An unbelievable match! And something else from Allied Whale that is very interesting Print E-mail
Written by Andrew Stevenson   

Last week I received an email from Mark Outerbridge with a fluke photograph he had taken on 2nd April 2006 to add to my catalogue of humpback flukes. I recognised it straight away as  fluke # 0039 which I had taken in 2008.  This whale matched to Allied Whale's #na1517. I mentioned this match in the diary entry of 25th March. This is its previous sighting history:

25 Jun 1979 Newfoundland (Memorial University Newfoundland)

13 Aug 1982 Labrador (Memorial University Newfoundland) 

12 Feb 1983 Silver Bank (Ken Balcomb ORES)

13 Aug 1983 Labrador (Memorial University Newfoundland) 

29 Jul 1991 Witless Bay Newfoundland (Memorial University Newfoundland)

Jul 2001 Witless Bay (Wildland Tours).

11th April 2008 Challenger Banks, Bermuda (Andrew Stevenson)

We already have in our local Bermuda catalogue some 140 archival (1968 to 2007) and some 150 new flukes obtained in 2007, 2008). Of all of these matched flukes, Mark's 2006 photo and my 2008 photo of whale #0039 is only one of six Bermuda to Bermuda matches.

This evening I received another fluke taken yesterday by Lindsay Smith. You can imagine my astonishment when I recognised it straight away as 0039! We now have a triple Bermuda to Bermuda to Bermuda match and all within four years! But it's also so weird that Mark Outerbridge sent his 2006 photo of 0039 to us last week, and now 0039 has shown up again. Of the thousands of whales in the North Atlantic, to get these two flukes sent to me in less than a week?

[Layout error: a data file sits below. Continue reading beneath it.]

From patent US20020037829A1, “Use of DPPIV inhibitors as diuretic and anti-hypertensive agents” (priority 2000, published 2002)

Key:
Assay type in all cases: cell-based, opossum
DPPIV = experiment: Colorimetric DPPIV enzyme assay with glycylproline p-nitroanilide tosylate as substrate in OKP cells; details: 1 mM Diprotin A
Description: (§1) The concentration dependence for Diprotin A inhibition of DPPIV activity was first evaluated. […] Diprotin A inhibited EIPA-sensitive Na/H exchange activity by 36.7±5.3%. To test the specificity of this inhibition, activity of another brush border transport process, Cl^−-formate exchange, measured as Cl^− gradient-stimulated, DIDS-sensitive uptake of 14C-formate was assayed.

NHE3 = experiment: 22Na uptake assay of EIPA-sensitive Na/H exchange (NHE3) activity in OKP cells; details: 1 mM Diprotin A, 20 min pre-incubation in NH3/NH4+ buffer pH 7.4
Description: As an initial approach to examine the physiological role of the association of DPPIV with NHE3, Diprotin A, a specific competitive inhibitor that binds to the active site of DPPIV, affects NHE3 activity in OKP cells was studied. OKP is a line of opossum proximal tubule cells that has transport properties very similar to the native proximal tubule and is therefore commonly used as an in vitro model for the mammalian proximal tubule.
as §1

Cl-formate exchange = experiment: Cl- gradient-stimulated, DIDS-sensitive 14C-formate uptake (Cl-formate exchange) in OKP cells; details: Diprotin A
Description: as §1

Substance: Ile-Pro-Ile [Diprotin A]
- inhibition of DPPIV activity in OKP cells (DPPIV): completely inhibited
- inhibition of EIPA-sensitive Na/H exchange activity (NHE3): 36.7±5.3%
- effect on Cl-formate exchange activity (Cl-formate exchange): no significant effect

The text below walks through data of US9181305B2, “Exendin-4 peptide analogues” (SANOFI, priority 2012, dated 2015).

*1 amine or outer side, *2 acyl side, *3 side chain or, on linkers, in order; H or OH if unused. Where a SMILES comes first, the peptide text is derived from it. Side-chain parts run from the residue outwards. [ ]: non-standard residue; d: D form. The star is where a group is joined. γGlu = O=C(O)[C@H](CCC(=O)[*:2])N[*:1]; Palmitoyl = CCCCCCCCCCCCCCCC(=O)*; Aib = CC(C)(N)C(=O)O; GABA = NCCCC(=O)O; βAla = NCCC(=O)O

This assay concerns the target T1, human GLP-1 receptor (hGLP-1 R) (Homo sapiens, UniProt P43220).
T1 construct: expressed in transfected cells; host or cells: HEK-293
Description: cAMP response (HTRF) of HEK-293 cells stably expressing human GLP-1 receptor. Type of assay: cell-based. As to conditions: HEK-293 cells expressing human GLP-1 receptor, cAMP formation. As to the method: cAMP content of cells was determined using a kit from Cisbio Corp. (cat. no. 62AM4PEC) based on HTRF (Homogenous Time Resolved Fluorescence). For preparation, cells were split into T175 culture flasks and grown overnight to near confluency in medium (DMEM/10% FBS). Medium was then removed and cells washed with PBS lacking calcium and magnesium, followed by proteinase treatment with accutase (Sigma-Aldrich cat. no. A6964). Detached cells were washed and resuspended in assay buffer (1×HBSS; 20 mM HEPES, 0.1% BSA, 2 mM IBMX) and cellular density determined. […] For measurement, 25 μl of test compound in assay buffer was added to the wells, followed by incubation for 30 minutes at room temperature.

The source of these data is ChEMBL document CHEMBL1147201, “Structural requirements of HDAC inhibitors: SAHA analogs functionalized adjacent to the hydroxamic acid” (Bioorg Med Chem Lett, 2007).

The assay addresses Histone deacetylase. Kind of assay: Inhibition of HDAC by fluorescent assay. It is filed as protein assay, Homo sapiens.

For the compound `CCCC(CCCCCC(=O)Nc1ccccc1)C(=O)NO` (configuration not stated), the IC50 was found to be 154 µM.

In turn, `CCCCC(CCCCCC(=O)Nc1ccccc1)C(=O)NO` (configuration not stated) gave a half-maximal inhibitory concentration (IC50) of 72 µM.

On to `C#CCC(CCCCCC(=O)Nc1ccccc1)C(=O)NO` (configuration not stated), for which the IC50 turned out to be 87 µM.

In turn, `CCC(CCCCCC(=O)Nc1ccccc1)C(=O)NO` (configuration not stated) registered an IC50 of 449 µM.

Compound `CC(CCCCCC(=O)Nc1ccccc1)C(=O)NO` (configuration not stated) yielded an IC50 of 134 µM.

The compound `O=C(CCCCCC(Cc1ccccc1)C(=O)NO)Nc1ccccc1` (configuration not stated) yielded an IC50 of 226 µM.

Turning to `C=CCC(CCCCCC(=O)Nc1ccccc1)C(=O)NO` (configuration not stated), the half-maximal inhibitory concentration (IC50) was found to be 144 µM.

On the far left is Mark's photo from 2006. In the middle is mine, and on the right is Lindsay's.


To see these photos in a larger format go to the next page:

Mark Outerbridge's 2nd of April 2006 photo:


My  11th of April 2008 photo:

Lindsay Smith's 29th of March 2009 photo:

And here is another weird coincidence. Allied Whale has some 6,500 individual whale flukes identified in their catalogue. Their #na0039 happens to be the only other whale besides our #0039/na1517 with a multiple Bermuda sighting history. Here is the Bermuda sighting history for na0039.
1970 - P. Beamish
1984 - Stone/Stevick (COA)
1985 - G. Stone (COA)
1986 - ORES
The attached photo below is from Greg Stone in 1985.

So that gives us one animal sighted in 4 different years in Bermuda, one animal sighted 3 years years in Bermuda, and either 3 or 4 sighted in 2 different years in Bermuda. But what is so interesting about na0039 is the fact that it hasn't been sighted anywhere else but Bermuda! Is this an indication that there is a humpback population that doesn't winter down to the Caribbean? Are these whales wintering on the mid-ocean seamounts and are these the whales that go further north, to Greenland (where there is no one to photograph them) or Iceland and Norway?

On the other hand, our bd0039/na1517 mentioned above was sighted in Bermuda during 3 years but also has a sightings history in Newfoundland.

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